First, there was talk floated of a fully guaranteed baseball-style contract, a ground-breaking idea that could still eventually change the landscape of big-money deals.
Now, we have this from general manager John Schneider.
"Every negotiation is unique in and of itself and this is no different," Schneider said Wednesday on KIRO-FM. "Ultimate team sport, he's our quarterback, we'd love him to be our quarterback. But the thing is, we need to keep as many of these guys together as we possibly can."
He added: "When we got here (back in 2010) we had to make some very tough cap decisions with Cory Redding and Nate Burleson. They were two guys that we had a lot of respect for, but where we were on our cap at the time, we had to make decisions. And then we had a couple years without a cap and now we're back in a world with a salary cap and we need to be cognizant of that."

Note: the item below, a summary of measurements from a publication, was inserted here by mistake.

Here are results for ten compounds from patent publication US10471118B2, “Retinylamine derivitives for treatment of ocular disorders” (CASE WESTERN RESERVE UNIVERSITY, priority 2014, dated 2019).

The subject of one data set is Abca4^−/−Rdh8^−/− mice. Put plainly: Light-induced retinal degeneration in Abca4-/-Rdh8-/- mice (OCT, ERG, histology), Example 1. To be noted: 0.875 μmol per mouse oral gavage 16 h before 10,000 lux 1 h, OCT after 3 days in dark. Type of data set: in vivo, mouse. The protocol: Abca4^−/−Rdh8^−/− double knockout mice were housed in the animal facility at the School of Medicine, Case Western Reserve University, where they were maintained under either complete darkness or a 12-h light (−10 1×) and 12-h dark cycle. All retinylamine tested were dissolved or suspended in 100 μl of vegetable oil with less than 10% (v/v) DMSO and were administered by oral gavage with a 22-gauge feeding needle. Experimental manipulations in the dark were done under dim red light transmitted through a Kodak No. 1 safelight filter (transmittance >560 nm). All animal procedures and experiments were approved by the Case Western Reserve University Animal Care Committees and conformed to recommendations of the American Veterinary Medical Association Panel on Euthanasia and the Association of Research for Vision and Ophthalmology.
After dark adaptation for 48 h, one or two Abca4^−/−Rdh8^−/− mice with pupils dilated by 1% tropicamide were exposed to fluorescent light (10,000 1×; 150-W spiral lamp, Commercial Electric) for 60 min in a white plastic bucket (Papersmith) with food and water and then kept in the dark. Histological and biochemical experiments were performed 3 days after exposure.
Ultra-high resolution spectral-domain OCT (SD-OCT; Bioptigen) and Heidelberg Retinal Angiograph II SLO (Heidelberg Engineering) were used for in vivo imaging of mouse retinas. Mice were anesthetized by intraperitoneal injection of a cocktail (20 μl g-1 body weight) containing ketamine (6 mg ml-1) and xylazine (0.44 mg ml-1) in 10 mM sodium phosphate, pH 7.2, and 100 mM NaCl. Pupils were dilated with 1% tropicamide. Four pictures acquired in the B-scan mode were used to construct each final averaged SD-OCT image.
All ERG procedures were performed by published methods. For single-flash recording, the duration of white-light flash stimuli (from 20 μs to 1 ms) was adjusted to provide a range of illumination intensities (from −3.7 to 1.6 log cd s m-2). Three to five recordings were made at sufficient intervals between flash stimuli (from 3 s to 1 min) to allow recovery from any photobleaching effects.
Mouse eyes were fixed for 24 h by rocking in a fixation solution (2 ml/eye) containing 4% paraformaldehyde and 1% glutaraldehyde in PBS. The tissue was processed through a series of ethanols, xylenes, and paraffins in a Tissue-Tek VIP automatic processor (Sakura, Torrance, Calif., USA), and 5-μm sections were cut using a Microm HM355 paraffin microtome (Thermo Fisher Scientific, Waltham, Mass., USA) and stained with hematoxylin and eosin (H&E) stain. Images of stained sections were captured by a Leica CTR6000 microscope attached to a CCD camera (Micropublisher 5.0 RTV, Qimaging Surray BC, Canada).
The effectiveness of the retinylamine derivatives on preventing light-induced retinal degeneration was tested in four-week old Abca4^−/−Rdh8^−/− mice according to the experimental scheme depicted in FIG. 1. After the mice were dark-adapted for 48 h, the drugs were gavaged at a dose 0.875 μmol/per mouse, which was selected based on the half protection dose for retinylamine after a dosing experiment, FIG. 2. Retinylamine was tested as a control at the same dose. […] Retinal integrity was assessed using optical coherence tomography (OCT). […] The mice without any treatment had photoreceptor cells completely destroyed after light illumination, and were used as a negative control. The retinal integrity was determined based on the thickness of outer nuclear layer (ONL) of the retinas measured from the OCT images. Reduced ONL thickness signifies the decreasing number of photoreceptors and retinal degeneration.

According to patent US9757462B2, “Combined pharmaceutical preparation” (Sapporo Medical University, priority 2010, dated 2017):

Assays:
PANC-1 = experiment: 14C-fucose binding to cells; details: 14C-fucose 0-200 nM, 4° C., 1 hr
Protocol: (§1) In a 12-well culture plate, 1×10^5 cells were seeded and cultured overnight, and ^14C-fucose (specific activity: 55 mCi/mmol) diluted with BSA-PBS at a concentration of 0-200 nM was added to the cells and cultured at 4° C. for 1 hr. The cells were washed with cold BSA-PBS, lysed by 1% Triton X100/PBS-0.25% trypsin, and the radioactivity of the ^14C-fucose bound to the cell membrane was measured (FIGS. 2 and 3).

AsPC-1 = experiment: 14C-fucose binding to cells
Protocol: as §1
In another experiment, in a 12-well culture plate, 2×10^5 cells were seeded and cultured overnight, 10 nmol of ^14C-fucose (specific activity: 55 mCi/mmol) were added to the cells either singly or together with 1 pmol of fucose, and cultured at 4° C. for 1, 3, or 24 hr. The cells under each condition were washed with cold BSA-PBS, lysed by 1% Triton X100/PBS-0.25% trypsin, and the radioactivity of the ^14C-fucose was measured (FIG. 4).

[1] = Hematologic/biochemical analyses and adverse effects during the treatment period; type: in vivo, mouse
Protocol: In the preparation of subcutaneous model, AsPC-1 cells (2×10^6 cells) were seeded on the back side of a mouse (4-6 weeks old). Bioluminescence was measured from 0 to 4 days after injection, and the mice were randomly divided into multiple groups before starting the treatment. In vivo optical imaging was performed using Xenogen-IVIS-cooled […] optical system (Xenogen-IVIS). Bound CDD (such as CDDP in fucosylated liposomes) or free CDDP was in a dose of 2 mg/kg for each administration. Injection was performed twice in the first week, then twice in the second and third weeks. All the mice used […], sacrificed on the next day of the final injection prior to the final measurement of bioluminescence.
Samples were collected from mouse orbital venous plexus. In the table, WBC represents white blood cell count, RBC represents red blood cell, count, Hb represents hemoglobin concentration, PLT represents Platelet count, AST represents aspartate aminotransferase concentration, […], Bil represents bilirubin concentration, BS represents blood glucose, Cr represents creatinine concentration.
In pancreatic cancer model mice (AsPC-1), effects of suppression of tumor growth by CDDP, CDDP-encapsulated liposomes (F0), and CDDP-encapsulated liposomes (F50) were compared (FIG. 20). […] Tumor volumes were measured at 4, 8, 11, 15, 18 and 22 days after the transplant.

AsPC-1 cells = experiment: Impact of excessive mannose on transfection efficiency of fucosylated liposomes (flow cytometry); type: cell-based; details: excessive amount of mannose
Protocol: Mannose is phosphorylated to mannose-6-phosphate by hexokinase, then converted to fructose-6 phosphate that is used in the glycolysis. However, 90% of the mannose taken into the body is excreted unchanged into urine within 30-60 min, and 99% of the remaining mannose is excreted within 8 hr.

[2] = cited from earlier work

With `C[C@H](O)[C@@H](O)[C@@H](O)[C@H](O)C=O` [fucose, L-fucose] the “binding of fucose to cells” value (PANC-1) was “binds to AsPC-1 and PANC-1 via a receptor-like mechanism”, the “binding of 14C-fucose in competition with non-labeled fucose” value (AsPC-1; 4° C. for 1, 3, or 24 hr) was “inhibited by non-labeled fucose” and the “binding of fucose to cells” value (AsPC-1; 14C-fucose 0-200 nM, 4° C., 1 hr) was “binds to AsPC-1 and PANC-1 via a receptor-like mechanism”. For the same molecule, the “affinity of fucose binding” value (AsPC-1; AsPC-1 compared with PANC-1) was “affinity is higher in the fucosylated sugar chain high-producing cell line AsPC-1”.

Of course, this is all ridiculous. If Wilson isn't a member of the Seahawks for the foreseeable future, it will be one of the great missed opportunities in all of sports.
Yes, Schneider was able to build a team that made it to two consecutive Super Bowls in part because Wilson's contract was so cheap, but he obviously saw this coming. There's a number he's willing to hit that he just hasn't been pushed to yet.
There's also a number Wilson will accept that he just hasn't accepted yet.
In the meantime, we'll watch as both sides draw inspiration from some of the more enjoyable negotiating playbooks in NFL history.
See you all in training camp, Russell and John.